Conclusion: Do not reject H₀
Interpretation: There is not enough evidence to conclude that the average amount of wasted time at the company is less than 120 minutes.

True or False: If it is important not to reject a true null hypothesis, the hypothesis test should be performed at a small significance level.

True. The significance level ∝ of a hypothesis test is the probability of making a Type I error (rejecting a true null hypothesis). If this is important, the lower the probability of making such an error the better; thus you should use a small significance level.

True or False: For a fixed sample size, decreasing the significance level of a hypothesis test results in an increase in the probability of making a Type II error.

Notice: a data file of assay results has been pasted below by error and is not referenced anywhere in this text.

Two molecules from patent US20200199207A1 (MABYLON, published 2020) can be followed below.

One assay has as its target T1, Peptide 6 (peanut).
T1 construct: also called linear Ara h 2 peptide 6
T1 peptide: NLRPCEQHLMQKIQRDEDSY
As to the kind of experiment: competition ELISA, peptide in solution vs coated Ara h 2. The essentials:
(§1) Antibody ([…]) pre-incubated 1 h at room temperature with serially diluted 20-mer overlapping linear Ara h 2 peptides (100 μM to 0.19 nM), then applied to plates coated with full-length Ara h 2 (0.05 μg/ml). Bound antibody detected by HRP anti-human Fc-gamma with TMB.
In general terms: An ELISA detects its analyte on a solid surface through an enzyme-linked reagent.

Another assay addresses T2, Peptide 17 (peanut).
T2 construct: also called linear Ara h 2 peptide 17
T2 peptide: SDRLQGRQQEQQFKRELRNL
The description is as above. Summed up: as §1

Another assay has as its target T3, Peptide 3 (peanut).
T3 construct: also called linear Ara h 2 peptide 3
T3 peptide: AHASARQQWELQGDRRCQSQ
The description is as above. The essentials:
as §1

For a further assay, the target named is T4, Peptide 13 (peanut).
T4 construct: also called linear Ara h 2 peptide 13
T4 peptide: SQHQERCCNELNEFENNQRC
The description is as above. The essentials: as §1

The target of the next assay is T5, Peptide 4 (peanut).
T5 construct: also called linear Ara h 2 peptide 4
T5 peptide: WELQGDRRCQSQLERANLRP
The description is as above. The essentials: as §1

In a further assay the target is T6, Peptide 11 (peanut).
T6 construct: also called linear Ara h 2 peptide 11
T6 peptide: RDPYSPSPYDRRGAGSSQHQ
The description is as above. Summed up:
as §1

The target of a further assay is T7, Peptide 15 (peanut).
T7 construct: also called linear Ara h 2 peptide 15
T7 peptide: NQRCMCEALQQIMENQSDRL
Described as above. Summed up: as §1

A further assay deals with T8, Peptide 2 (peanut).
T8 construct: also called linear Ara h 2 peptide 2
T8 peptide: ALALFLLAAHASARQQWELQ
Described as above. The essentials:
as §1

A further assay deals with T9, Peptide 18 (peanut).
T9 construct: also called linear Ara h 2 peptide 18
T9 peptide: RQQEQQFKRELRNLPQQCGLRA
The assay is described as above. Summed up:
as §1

True. For a fixed sample size, the smaller you specify the significance level ∝, the larger will be the probability β, of not rejecting a false null hypothesis.

Define test statistic

The statistic used as a basis for deciding whether the null hypothesis should be rejected

Define rejection region

The set of values for the test statistic that leads to rejection of the null hypothesis.

Define non-rejection region

The set of values for the test statistic that leads to non-rejection of the null hypothesis.

Define critical values

The values of the test statistic that separate the rejection and non-rejection regions. A critical value is considered part of the rejection region.

Define significance level

The probability of making a Type I error, that is, of rejecting a true null hypothesis.